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It's Been Said Before

By Orin Hargraves

It's Been Said Before "examines why certain phrases become clichés and why they should be avoided -- or why they still have life left in them."

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By J. C. Wells

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Academic Paper

Title: Conjunction, cumulation and respectively readings
Author: Rui Pedro Chaves
Email: click here TO access email
Institution: University at Buffalo
Linguistic Field: Semantics; Syntax
Abstract: So-called respectively readings have posed serious challenges for theories of syntax and semantics. Sentences like George and Martha respectively denounced and were denounced by the governor (McCawley 1998) show that although the conjoined verbal expressions share the same syntactic subject, they do not predicate that subject in the same way; George (not Martha) denounced the governor, and Martha (but not George) was denounced by the governor. Postal (1998: 160–163) and Gawron & Kehler (2004: 193–194) show that this phenomenon poses problems for contemporary theories of grammar and argue that it is particularly acute for theories where subcategorization and predication are linked via unification. As these authors note, the problem is even more severe in respectively readings involving filler–gap constructions. In this paper I argue that the severity of these problems has been overstated and that the data do not entail any special dissociation between predication, subcategorization, or extraction. In this paper I propose an account which is fully compatible with unification-based theories of grammar. Gawron & Kehler (2004) propose an account of respectively phenomena which covers a remarkably wide range of cases. That approach relies on a Resp operator, which it stipulated to be optionally overt. However, I argue that this analysis is problematic because there are significant semantic differences between respectively readings with and without an overt realization of ‘respectively’. Rather, the data suggest that respectively readings may be special cases of more general phenomena which happen to create interpretations that are compatible with the semantics of the adverb respectively. This explains why respectively readings can arise without the adverb, and does not require us to posit a disconnect between predication and subcategorization. In fact, a sentence with a respectively reading will not differ in syntactic or semantic structure from sentences without such a reading.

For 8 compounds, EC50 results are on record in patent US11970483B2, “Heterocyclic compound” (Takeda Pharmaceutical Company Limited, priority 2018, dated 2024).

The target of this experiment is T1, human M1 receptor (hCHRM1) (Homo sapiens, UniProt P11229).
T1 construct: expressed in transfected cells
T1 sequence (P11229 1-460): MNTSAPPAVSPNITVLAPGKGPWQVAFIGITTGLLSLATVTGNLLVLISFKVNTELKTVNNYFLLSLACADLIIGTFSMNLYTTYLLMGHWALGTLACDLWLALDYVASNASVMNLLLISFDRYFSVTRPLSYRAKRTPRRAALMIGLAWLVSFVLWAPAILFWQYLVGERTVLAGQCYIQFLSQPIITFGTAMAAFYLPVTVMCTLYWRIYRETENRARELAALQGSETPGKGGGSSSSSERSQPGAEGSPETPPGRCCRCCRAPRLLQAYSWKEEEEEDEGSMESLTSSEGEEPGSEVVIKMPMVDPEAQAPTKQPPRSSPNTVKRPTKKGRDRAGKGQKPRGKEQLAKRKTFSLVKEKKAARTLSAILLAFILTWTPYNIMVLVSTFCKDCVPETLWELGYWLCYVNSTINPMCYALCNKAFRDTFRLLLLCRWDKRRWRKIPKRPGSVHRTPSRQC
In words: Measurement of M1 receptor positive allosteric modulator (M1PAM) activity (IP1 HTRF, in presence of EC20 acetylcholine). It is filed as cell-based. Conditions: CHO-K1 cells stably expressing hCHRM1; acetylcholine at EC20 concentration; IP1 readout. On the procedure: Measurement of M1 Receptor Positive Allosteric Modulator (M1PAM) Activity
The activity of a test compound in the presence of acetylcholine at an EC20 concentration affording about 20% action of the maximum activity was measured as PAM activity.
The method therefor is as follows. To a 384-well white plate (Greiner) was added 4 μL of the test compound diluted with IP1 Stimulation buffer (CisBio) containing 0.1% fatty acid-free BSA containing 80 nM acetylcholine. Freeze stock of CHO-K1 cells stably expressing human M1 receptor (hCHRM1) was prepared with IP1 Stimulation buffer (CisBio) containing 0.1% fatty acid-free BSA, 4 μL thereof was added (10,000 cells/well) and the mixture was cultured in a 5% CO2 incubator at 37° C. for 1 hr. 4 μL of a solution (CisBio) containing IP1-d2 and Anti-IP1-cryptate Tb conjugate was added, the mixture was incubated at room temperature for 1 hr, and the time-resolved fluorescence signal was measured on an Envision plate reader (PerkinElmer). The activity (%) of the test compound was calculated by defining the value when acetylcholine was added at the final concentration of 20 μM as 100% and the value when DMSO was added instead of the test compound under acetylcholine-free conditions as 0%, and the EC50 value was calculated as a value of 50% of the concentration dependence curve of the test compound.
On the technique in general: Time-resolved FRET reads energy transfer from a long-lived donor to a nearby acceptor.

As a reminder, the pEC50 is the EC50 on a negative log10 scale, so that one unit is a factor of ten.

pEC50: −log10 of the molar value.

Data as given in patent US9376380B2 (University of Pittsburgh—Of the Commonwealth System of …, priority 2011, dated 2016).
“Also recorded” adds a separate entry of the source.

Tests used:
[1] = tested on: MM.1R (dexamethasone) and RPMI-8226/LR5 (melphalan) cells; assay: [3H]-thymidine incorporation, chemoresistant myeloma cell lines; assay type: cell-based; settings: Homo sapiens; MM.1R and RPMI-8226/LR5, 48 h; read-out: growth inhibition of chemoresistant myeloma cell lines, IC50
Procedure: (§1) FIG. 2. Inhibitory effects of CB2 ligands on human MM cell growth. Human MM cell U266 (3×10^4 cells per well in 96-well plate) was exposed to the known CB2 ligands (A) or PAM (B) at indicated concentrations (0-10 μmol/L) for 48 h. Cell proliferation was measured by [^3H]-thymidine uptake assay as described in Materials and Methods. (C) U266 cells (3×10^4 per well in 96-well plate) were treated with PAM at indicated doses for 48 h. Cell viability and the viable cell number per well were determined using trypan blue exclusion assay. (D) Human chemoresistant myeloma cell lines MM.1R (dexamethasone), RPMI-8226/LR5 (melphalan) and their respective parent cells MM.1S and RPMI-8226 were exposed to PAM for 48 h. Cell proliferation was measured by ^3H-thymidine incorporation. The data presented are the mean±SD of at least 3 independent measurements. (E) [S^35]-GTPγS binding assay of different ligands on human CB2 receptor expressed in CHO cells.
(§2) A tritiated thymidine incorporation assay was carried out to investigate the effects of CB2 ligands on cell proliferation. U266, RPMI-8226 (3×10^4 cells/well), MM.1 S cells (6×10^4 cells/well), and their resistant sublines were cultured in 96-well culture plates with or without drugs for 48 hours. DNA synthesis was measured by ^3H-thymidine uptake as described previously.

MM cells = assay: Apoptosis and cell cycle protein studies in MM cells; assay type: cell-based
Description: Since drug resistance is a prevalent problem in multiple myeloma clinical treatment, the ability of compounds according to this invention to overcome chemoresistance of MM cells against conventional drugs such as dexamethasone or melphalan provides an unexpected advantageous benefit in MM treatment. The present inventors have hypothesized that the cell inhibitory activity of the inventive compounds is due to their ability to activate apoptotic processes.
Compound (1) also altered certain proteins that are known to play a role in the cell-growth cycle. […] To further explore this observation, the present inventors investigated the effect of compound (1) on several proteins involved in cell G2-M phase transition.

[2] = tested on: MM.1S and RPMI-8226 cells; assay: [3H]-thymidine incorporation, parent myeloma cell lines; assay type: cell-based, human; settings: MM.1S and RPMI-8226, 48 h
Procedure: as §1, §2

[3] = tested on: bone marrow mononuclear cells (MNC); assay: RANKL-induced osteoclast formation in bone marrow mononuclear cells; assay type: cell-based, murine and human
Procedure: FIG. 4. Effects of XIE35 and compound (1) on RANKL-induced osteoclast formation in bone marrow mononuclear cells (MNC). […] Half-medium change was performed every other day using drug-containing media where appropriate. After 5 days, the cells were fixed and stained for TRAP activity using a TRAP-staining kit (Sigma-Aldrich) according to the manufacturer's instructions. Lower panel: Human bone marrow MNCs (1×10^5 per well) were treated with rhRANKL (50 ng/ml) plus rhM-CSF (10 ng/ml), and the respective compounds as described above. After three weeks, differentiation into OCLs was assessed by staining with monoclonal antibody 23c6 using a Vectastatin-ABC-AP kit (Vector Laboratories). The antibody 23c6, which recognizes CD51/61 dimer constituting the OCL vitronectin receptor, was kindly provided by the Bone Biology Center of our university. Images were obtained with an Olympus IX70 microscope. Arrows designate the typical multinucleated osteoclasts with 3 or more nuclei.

This article appears IN Journal of Linguistics Vol. 48, Issue 2.

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